Saturday, January 26, 2019

Hat for Big Nephew Loosely Based on His Team's Logo

After knitting this sweater, I had a TON of yarn left over (in everything but gray). And after knitting that sweater, I felt like knitting only small projects. I enjoy knitting hats, but there's only so many hats one person can have (I know, that's an arguable point, but as a person who generally does not wear hats it seems nonsensical to keep piling them up). For some reason, I rarely make things for my nephews. I think it's because they have that "growing boy" thing going on for so long I worry that they'll outgrow what I'm making before I finish. But hats? They stretch. A lot. So they'll last a while to make a few evenings of knitting worth the effort. Especially when the colors you have are somehow perfect for their interests.

First I'll show you the one for Big Nephew, my Z-man (who will be seventeen soon, and that just makes me feel so old I can't even say any more about that right now). He's a typical teenager, very few words, constantly losing his phone charger, and quite tall and handsome. He's been playing rugby for a few years now, and while I don't understand what's happening generally I know that the ball looks different from a football, and the huddle is a scrum (I think--feel free to correct me). His team has a web store, but no knitted hats available, so I made him one in the team's colors (because in worsted weight yarn I would not have had enough room to make a good-looking logo). So here's the team logo--

--and here's the hat.

I made it with a folded brim for comfort and warmth, and went for a small band of stripes so it would be a little more low-key. My original plan was to make the whole thing ribbed, and I don't remember right now why I decided against it when it came to the stripes...I'm going to say it would have something to do with the decreases lining up.

I didn't follow a pattern for this as it's the most basic of hats. Provisional cast on, knit the brim twice as long as you want it, then pick up the cast-on edge and do a three needle join (like a bind-off except you're not binding off). Knit the hat until it's as long as you want it (generally about seven inches), and then do some evenly placed decreases. Boom. Done. I do like the swirly look of individual leaning decreases instead of the straighter look of paired decreases.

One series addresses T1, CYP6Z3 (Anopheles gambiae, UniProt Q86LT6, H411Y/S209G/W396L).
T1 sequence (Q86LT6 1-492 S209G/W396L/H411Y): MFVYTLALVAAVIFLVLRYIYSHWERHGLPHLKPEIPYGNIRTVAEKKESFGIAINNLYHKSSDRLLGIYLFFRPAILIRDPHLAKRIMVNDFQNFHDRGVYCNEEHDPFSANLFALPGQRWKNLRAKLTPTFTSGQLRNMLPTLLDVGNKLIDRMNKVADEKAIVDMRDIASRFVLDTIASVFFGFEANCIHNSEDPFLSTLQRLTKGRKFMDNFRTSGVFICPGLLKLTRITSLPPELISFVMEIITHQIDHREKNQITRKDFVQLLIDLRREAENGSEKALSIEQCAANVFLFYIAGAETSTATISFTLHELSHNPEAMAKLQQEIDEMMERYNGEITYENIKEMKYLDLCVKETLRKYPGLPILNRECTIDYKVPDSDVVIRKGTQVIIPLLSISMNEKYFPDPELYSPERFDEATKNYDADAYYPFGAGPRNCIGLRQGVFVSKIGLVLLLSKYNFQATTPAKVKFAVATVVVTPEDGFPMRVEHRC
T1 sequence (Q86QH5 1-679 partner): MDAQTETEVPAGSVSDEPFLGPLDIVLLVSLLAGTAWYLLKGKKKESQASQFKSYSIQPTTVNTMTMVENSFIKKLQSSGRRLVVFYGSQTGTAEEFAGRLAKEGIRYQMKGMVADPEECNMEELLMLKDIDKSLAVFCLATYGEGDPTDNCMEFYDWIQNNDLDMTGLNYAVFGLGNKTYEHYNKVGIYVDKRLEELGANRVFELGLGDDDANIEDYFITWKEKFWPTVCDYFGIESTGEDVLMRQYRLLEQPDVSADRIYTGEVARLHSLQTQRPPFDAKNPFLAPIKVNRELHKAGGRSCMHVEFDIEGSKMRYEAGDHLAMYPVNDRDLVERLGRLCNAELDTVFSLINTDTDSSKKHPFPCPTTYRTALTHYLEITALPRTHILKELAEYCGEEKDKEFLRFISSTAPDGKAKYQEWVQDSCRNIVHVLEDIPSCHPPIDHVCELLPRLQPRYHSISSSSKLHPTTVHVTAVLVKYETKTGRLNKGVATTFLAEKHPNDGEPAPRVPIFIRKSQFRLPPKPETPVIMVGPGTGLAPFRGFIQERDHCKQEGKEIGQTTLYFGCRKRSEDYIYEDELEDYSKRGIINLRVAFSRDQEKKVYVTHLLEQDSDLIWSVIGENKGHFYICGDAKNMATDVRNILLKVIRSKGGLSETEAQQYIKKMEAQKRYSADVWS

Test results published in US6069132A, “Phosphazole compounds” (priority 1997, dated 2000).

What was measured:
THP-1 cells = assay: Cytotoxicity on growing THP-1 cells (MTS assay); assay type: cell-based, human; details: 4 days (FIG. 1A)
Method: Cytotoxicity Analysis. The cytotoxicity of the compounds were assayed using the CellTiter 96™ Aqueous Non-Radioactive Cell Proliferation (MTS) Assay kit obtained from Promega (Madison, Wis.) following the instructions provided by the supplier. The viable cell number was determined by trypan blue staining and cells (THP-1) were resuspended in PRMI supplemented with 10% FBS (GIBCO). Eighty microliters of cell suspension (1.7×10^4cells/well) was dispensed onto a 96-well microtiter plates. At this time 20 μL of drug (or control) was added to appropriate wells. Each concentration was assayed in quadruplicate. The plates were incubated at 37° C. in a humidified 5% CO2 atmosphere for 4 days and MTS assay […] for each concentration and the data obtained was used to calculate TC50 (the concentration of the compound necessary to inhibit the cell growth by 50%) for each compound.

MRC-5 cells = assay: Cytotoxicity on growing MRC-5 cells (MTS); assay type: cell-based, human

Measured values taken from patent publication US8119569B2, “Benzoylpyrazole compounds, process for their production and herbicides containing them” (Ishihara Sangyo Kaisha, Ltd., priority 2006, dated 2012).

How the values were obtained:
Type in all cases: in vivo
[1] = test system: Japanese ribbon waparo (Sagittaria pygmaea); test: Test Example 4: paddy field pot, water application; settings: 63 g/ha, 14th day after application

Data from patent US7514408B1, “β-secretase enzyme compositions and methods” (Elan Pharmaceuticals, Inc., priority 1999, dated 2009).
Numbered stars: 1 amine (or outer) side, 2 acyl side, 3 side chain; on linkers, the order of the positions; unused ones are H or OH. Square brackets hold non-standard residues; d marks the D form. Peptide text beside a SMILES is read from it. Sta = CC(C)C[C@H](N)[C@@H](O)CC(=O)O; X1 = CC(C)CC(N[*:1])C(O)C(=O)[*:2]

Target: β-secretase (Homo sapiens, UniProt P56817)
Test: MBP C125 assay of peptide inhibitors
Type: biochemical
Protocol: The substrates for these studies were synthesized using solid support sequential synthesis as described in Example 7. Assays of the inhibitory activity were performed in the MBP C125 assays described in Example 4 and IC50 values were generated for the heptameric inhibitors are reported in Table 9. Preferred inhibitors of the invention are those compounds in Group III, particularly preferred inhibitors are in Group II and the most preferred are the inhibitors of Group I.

I really like how you can be staring at a thing and not see the fuzz on it until you go to post the picture. It's my favorite.

And just for obligatory good measure, here's the inside of the hat:

I suppose it's reversible depending on the look you're after (and as he's a teenager I don't know if he'll care if it's inside-out or not....or even notice, really).

I'm going to do Little Nephew's in a separate post as he threw in a special request and you'll be here all day if I put it all in one post, and I'm sure you have better things to do (though I can't imagine what they could be).


  1. Looks perfect, to me. Hats are great. Just about everyone in my life has a handmade hat. Except, of course, me.

  2. What? Big Z is 17? I was hoping for a photo of him modelling the hat. Your instructions for the hat seems so simple yet I'm not sure if I could knit it. I haven't knitted for a while having bruised my fingers knitting a shawl. I may have forgotten everything I've learnt.

  3. Looks good!! I wonder: why do you knit hats and not crochet them? I find crocheting hats so much easier (starting from the top, some increases and bob's your behatted uncle). Having said that... I find crochet easier than crochet full stop ;-) I bet your nephew is thrilled!!

    1. I think it's because as a crocheter I'm a bit on the tighter side with my stitching. But with knitting--it streeeeeetches.



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